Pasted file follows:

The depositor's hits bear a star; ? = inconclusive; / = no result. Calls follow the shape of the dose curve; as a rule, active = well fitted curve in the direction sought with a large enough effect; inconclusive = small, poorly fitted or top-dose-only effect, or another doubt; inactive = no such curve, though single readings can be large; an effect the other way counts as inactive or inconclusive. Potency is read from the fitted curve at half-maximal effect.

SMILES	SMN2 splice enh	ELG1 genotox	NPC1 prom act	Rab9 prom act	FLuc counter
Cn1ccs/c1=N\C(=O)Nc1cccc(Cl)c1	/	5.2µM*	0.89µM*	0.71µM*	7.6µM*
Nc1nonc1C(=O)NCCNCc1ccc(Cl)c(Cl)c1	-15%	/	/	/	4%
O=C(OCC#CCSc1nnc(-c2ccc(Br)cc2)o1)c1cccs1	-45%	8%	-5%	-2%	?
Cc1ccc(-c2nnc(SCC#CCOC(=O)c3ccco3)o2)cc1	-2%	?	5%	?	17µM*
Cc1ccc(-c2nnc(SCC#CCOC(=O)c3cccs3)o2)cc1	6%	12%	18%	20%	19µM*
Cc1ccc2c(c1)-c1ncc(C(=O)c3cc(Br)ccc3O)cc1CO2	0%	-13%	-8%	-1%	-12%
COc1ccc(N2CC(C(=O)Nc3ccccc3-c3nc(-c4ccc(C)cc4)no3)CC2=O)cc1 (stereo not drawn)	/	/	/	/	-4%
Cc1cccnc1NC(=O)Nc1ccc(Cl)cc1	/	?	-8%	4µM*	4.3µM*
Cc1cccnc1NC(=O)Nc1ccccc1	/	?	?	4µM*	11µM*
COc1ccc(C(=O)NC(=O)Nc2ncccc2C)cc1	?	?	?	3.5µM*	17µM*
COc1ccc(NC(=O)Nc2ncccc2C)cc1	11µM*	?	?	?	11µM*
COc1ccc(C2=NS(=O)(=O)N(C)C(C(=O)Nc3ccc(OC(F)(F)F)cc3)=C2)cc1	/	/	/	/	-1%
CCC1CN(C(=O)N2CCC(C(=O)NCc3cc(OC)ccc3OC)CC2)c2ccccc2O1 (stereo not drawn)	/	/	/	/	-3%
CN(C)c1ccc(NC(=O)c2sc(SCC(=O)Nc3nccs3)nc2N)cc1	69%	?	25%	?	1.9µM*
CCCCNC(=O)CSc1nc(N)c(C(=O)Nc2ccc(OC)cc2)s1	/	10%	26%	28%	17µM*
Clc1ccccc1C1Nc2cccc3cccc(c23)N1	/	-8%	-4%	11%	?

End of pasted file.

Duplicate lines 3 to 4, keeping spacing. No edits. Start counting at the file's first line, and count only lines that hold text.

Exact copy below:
Cn1ccs/c1=N\C(=O)Nc1cccc(Cl)c1	/	5.2µM*	0.89µM*	0.71µM*	7.6µM*
Nc1nonc1C(=O)NCCNCc1ccc(Cl)c(Cl)c1	-15%	/	/	/	4%